This helps to explain why, when Russia’s initial offensive stalled, then-British Prime Minister Boris Johnson, visiting Kyiv, reportedly recommended that Ukraine should “just fight”, rather than negotiating a peace deal. Better to let Russia lose — weakening the country’s economy, depleting its military, and damaging Putin’s position, possibly beyond repair — than to reward it for its invasion.

And Russia would lose, the narrative went. Whereas Ukraine had the West’s full-throated support — with weapon and aid flows to match — Russia did not have enough equipment, and what it did have was as outdated as its tactics. Beyond the battlefield, unprecedented Western sanctions were destined to trigger a harsh backlash against Putin; Russians might even storm the Kremlin in order to regain access to European handbags and American fast food.

No one seemed to imagine that the demonisation and dismissal of most things Russian could galvanise Russians against the West, or that Russia would be able to sustain a long war.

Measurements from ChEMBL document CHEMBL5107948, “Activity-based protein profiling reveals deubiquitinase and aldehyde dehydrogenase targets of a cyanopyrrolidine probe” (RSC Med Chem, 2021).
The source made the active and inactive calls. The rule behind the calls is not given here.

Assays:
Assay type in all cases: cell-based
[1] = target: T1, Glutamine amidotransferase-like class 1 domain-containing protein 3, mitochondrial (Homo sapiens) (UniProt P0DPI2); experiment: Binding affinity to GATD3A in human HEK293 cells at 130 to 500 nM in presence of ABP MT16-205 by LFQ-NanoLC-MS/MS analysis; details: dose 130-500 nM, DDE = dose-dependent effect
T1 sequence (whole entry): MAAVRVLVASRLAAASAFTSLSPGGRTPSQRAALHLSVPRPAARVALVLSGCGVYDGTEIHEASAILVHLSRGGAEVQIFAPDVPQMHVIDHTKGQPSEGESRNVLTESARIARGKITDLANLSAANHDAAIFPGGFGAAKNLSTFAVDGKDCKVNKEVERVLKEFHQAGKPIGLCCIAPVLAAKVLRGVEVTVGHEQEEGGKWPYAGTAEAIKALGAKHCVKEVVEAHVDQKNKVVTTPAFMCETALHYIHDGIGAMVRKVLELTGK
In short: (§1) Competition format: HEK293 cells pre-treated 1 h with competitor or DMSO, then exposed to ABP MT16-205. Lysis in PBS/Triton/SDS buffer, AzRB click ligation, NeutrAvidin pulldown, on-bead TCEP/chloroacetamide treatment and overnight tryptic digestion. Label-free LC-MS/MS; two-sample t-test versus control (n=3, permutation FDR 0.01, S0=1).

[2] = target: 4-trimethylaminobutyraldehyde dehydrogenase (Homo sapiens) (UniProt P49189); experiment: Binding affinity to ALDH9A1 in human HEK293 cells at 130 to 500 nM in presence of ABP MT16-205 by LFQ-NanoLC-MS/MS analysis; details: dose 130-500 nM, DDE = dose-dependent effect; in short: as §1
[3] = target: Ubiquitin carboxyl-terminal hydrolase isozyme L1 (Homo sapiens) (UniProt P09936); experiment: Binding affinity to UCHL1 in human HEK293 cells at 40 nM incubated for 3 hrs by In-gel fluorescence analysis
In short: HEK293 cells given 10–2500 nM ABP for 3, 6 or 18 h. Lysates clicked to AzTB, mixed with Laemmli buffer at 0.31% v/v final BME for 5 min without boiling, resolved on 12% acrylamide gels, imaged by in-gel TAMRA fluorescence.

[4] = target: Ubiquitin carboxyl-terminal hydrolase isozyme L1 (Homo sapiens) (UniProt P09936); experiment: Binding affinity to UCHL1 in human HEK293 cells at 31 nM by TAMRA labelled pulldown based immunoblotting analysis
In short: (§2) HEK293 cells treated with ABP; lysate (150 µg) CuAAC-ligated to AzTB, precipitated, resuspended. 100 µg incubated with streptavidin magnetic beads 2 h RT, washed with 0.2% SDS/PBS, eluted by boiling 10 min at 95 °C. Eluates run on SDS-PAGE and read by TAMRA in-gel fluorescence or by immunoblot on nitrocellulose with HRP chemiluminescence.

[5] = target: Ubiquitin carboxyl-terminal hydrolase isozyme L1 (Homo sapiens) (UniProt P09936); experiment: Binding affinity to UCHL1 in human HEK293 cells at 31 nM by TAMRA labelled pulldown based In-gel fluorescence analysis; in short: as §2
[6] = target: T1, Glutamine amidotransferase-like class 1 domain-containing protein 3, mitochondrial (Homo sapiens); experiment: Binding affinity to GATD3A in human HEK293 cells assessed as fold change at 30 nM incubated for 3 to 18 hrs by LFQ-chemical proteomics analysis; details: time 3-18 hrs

Yet this is precisely what has happened. Russia continued to leverage its numerical advantage, while updating its battlefield strategy and boosting production of military hardware. At home, it minimised the costs of the sanctions, not only by circumventing them, but also by making sure that local actors — including the Russian state — gained ownership of departing Western firms’ Russian operations at rock-bottom prices. Meanwhile, it built up its war economy.